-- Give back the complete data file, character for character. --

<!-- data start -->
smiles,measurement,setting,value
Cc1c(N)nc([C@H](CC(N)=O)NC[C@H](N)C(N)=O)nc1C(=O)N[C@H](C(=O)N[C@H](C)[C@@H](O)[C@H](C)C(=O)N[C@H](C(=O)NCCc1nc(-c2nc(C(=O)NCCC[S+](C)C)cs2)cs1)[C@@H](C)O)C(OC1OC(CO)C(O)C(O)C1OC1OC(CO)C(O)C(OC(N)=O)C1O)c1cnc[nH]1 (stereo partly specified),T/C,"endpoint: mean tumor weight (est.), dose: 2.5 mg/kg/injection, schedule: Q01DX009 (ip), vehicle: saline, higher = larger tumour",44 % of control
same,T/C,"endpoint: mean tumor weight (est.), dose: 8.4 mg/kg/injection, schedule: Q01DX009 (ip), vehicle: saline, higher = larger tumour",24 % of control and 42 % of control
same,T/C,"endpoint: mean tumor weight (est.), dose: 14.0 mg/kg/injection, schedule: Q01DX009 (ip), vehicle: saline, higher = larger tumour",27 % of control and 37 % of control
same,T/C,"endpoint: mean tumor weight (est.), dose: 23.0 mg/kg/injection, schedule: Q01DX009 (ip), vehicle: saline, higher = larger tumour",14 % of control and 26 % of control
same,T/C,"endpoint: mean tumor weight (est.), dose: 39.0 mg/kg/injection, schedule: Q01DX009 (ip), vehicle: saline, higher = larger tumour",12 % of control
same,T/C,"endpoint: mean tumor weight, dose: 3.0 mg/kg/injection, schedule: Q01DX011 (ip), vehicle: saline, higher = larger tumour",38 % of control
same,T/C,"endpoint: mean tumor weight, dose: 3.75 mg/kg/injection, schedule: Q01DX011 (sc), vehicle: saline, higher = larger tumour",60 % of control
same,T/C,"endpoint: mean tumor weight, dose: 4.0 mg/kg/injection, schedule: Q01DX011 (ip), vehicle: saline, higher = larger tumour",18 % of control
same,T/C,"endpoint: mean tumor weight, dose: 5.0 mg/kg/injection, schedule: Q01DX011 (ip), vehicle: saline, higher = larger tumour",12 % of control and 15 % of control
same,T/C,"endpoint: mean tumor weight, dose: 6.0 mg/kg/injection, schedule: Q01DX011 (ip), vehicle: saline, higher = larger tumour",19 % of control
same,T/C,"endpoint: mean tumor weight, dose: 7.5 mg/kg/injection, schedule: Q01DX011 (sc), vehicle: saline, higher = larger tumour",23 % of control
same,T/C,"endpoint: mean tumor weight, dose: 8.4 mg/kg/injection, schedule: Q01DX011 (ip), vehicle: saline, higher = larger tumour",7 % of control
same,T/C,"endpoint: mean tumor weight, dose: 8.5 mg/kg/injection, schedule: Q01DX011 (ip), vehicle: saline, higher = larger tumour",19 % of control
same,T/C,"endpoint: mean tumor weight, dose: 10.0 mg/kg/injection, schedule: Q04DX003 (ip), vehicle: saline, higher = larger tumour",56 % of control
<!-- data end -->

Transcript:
smiles,measurement,setting,value
Cc1c(N)nc([C@H](CC(N)=O)NC[C@H](N)C(N)=O)nc1C(=O)N[C@H](C(=O)N[C@H](C)[C@@H](O)[C@H](C)C(=O)N[C@H](C(=O)NCCc1nc(-c2nc(C(=O)NCCC[S+](C)C)cs2)cs1)[C@@H](C)O)C(OC1OC(CO)C(O)C(O)C1OC1OC(CO)C(O)C(OC(N)=O)C1O)c1cnc[nH]1 (stereo partly specified),T/C,"endpoint: mean tumor weight (est.), dose: 2.5 mg/kg/injection, schedule: Q01DX009 (ip), vehicle: saline, higher = larger tumour",44 % of control
same,T/C,"endpoint: mean tumor weight (est.), dose: 8.4 mg/kg/injection, schedule: Q01DX009 (ip), vehicle: saline, higher = larger tumour",24 % of control and 42 % of control
same,T/C,"endpoint: mean tumor weight (est.), dose: 14.0 mg/kg/injection, schedule: Q01DX009 (ip), vehicle: saline, higher = larger tumour",27 % of control and 37 % of control
same,T/C,"endpoint: mean tumor weight (est.), dose: 23.0 mg/kg/injection, schedule: Q01DX009 (ip), vehicle: saline, higher = larger tumour",14 % of control and 26 % of control
same,T/C,"endpoint: mean tumor weight (est.), dose: 39.0 mg/kg/injection, schedule: Q01DX009 (ip), vehicle: saline, higher = larger tumour",12 % of control
same,T/C,"endpoint: mean tumor weight, dose: 3.0 mg/kg/injection, schedule: Q01DX011 (ip), vehicle: saline, higher = larger tumour",38 % of control
same,T/C,"endpoint: mean tumor weight, dose: 3.75 mg/kg/injection, schedule: Q01DX011 (sc), vehicle: saline, higher = larger tumour",60 % of control
same,T/C,"endpoint: mean tumor weight, dose: 4.0 mg/kg/injection, schedule: Q01DX011 (ip), vehicle: saline, higher = larger tumour",18 % of control
same,T/C,"endpoint: mean tumor weight, dose: 5.0 mg/kg/injection, schedule: Q01DX011 (ip), vehicle: saline, higher = larger tumour",12 % of control and 15 % of control
same,T/C,"endpoint: mean tumor weight, dose: 6.0 mg/kg/injection, schedule: Q01DX011 (ip), vehicle: saline, higher = larger tumour",19 % of control
same,T/C,"endpoint: mean tumor weight, dose: 7.5 mg/kg/injection, schedule: Q01DX011 (sc), vehicle: saline, higher = larger tumour",23 % of control
same,T/C,"endpoint: mean tumor weight, dose: 8.4 mg/kg/injection, schedule: Q01DX011 (ip), vehicle: saline, higher = larger tumour",7 % of control
same,T/C,"endpoint: mean tumor weight, dose: 8.5 mg/kg/injection, schedule: Q01DX011 (ip), vehicle: saline, higher = larger tumour",19 % of control
same,T/C,"endpoint: mean tumor weight, dose: 10.0 mg/kg/injection, schedule: Q04DX003 (ip), vehicle: saline, higher = larger tumour",56 % of control